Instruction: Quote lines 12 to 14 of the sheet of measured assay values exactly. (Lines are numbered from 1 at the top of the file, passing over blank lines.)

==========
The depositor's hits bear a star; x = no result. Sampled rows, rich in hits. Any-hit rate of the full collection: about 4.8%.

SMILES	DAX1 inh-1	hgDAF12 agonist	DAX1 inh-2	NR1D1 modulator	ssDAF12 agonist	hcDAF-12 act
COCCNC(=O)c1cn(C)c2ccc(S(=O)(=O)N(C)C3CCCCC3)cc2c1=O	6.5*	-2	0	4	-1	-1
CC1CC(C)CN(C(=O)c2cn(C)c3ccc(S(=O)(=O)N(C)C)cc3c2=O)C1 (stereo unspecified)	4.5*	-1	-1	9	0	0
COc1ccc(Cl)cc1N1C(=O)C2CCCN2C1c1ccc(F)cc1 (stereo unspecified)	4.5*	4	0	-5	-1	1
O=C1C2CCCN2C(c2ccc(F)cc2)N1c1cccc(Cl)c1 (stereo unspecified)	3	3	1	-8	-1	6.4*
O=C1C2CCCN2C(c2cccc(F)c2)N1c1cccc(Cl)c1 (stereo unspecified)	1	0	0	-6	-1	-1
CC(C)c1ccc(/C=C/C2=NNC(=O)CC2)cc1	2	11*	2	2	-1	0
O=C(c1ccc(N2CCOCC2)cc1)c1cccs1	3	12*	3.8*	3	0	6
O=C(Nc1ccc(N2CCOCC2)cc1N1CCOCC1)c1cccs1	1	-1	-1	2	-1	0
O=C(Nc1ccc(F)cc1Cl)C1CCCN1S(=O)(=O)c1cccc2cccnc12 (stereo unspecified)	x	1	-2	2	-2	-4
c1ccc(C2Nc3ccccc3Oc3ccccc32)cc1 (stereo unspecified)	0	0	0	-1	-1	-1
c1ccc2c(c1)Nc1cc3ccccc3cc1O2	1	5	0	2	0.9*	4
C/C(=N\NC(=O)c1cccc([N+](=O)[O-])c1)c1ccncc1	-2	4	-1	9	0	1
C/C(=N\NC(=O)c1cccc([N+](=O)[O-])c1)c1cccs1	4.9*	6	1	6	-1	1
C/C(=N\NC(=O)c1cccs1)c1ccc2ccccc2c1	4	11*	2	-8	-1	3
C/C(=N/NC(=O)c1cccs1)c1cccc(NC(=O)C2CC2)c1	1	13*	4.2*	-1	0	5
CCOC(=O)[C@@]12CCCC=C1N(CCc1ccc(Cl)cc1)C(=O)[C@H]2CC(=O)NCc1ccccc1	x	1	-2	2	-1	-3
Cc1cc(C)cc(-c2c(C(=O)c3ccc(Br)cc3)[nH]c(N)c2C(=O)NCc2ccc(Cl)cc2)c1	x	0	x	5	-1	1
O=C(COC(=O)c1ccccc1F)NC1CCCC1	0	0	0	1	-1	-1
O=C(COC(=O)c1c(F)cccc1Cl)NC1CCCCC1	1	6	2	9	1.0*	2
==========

c1ccc(C2Nc3ccccc3Oc3ccccc32)cc1 (stereo unspecified)	0	0	0	-1	-1	-1
c1ccc2c(c1)Nc1cc3ccccc3cc1O2	1	5	0	2	0.9*	4
C/C(=N\NC(=O)c1cccc([N+](=O)[O-])c1)c1ccncc1	-2	4	-1	9	0	1